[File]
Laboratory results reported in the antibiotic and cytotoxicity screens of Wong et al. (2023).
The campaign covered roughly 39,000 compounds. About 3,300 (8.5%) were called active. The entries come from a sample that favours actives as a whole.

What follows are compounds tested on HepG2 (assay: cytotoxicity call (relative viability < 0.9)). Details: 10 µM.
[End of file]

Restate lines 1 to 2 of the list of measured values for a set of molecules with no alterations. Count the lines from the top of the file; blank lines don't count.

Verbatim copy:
Laboratory results reported in the antibiotic and cytotoxicity screens of Wong et al. (2023).
The campaign covered roughly 39,000 compounds. About 3,300 (8.5%) were called active. The entries come from a sample that favours actives as a whole.